Traci Bratton

Traci Bratton

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Contact:
(205) 934-2040
traci@uab.edu 
"Realizing that females likely process pain differently than males will allow us to focus on creating alternate pain therapies for each sex," said researcher Robert Sorge, an assistant professor in the Department of Psychology in UAB's College of Arts and Sciences.
Most current estimates suggest that 10 percent of all eating disorders occur in males, but at least one study from Harvard University suggests that the real figure may be closer to 25 percent.
hat plan reaches for excellence in the dental educational experience, enhances its diversity, broadens its capacity to help others in communities throughout the state, and adds to its degree, certificate, and fellowship programs.
Placebo research sounds like an oxymoron. Placebos are the stooges of medicine, the character in any clinical trial that everyone is rooting against. But they also have some remarkable properties.
he majority of existing research shows that men and women have different sensitivity to pain, with women being more sensitive to pain overall, but the assumption has always been that a common pain circuit exists in both sexes that is altered by circulating hormones such as estrogen.
Magnolias are prized for their large, colorful, fragrant flowers. Does the attractive, showy tree also harbor a potent cancer fighter? Yes, according to a growing number of studies, including one from VA and the University of Alabama at Birmingham that is now online in the journal Oncotarget.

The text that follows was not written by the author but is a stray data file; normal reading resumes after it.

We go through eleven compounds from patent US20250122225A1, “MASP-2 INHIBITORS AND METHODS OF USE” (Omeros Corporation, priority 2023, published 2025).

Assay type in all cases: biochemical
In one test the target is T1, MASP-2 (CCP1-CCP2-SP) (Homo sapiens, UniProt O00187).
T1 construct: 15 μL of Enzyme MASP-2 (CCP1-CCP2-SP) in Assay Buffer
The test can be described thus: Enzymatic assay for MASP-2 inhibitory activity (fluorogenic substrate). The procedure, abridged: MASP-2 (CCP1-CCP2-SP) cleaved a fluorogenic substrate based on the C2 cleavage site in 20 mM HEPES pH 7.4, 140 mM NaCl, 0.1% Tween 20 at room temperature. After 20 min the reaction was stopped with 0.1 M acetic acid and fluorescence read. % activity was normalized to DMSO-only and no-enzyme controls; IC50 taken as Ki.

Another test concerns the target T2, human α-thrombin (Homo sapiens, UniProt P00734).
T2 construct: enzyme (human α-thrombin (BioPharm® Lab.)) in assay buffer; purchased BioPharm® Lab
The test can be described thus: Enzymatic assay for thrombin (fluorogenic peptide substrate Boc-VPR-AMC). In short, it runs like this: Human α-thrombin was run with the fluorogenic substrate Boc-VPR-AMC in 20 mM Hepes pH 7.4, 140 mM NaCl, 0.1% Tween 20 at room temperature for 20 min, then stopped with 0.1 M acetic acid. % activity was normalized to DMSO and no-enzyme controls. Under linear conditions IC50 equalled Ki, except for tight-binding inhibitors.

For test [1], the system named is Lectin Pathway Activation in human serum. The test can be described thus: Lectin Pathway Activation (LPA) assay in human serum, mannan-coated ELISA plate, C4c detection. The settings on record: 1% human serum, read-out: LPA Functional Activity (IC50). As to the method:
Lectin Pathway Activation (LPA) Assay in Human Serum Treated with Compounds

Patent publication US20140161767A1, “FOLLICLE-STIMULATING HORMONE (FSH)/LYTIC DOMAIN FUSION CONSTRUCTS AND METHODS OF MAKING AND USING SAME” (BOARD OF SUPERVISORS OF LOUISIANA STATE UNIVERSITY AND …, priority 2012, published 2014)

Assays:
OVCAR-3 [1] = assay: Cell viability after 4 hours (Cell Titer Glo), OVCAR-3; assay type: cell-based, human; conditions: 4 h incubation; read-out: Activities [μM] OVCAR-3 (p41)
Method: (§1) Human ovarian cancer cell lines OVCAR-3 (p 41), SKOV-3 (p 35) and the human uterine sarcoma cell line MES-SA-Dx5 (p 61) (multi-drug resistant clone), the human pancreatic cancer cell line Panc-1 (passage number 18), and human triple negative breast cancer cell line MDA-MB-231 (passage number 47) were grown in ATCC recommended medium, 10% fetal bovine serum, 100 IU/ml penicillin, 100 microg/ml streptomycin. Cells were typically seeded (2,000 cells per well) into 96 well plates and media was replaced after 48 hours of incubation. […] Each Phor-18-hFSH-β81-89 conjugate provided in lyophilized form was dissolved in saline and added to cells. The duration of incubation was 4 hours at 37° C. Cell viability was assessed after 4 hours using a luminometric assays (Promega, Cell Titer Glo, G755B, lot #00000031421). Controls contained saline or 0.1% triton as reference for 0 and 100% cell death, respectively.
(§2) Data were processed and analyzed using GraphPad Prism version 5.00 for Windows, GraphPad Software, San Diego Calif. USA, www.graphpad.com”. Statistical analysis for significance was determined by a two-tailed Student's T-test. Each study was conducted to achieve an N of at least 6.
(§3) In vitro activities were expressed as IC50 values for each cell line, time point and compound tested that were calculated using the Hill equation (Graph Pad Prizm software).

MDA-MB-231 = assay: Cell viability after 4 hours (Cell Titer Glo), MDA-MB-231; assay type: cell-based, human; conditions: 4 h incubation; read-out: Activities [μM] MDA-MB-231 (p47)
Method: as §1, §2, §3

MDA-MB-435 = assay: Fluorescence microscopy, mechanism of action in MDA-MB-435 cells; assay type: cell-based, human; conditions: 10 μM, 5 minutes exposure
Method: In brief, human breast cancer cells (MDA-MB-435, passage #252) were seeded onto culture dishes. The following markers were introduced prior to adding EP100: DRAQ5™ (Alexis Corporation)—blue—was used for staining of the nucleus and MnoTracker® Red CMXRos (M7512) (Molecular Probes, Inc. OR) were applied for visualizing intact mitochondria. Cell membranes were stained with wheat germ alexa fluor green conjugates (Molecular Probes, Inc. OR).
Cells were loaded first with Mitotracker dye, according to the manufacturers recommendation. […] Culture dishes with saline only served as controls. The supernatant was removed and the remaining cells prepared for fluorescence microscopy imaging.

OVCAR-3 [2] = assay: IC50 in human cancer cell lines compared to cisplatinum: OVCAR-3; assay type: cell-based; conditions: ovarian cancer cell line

Over the past decade, cancer programs have made major investments in patient navigation, yet few have been able to demonstrate a measurable impact on the quality and cost of care. That’s why we were excited to see a preliminary study from the University of Alabama at Birmingham (UAB) showing the impact of their lay navigation program on health care utilization and costs.
"Because our observations were limited to a four-week period, we are not sure whether neurodegeneration associated with α-synuclein is truly prevented or just delayed," senior author Andrew West, Ph.D., and colleagues wrote. "Either way, any interruption of neurodegeneration associated with Parkinson's disease might represent a significant therapeutic advance."
"Caring for our eyesight should be a priority year-round, but there are extra precautions that should be taken during the summertime," said Adam Gordon, O.D., MPH, FAAO, clinical associate professor in the UAB School of Optometry.
The first test in a mammalian model of a potential new class of drugs to treat Parkinson’s disease shows abatement of neurodegeneration in the brains of test rats and no significant toxicities.
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